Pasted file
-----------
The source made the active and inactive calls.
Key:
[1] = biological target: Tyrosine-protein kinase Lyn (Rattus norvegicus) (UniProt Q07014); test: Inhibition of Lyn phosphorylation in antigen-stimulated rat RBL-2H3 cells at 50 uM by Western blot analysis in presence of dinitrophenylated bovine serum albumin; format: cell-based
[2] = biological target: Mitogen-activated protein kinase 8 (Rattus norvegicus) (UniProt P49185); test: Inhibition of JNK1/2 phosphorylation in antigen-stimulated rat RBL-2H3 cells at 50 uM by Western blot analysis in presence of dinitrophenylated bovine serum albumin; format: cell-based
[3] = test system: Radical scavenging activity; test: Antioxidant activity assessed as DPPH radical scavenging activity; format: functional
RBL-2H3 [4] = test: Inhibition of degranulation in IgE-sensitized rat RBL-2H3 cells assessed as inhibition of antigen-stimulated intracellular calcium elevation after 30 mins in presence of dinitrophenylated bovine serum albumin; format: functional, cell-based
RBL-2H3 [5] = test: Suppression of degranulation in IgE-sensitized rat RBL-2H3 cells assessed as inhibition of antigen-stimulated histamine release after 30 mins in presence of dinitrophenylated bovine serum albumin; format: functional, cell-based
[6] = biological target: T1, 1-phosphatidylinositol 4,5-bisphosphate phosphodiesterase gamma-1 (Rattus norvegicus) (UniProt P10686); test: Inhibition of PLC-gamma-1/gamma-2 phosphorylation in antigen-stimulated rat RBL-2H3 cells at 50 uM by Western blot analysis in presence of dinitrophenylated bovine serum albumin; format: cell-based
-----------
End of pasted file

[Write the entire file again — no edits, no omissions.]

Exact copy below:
The source made the active and inactive calls.
Key:
[1] = biological target: Tyrosine-protein kinase Lyn (Rattus norvegicus) (UniProt Q07014); test: Inhibition of Lyn phosphorylation in antigen-stimulated rat RBL-2H3 cells at 50 uM by Western blot analysis in presence of dinitrophenylated bovine serum albumin; format: cell-based
[2] = biological target: Mitogen-activated protein kinase 8 (Rattus norvegicus) (UniProt P49185); test: Inhibition of JNK1/2 phosphorylation in antigen-stimulated rat RBL-2H3 cells at 50 uM by Western blot analysis in presence of dinitrophenylated bovine serum albumin; format: cell-based
[3] = test system: Radical scavenging activity; test: Antioxidant activity assessed as DPPH radical scavenging activity; format: functional
RBL-2H3 [4] = test: Inhibition of degranulation in IgE-sensitized rat RBL-2H3 cells assessed as inhibition of antigen-stimulated intracellular calcium elevation after 30 mins in presence of dinitrophenylated bovine serum albumin; format: functional, cell-based
RBL-2H3 [5] = test: Suppression of degranulation in IgE-sensitized rat RBL-2H3 cells assessed as inhibition of antigen-stimulated histamine release after 30 mins in presence of dinitrophenylated bovine serum albumin; format: functional, cell-based
[6] = biological target: T1, 1-phosphatidylinositol 4,5-bisphosphate phosphodiesterase gamma-1 (Rattus norvegicus) (UniProt P10686); test: Inhibition of PLC-gamma-1/gamma-2 phosphorylation in antigen-stimulated rat RBL-2H3 cells at 50 uM by Western blot analysis in presence of dinitrophenylated bovine serum albumin; format: cell-based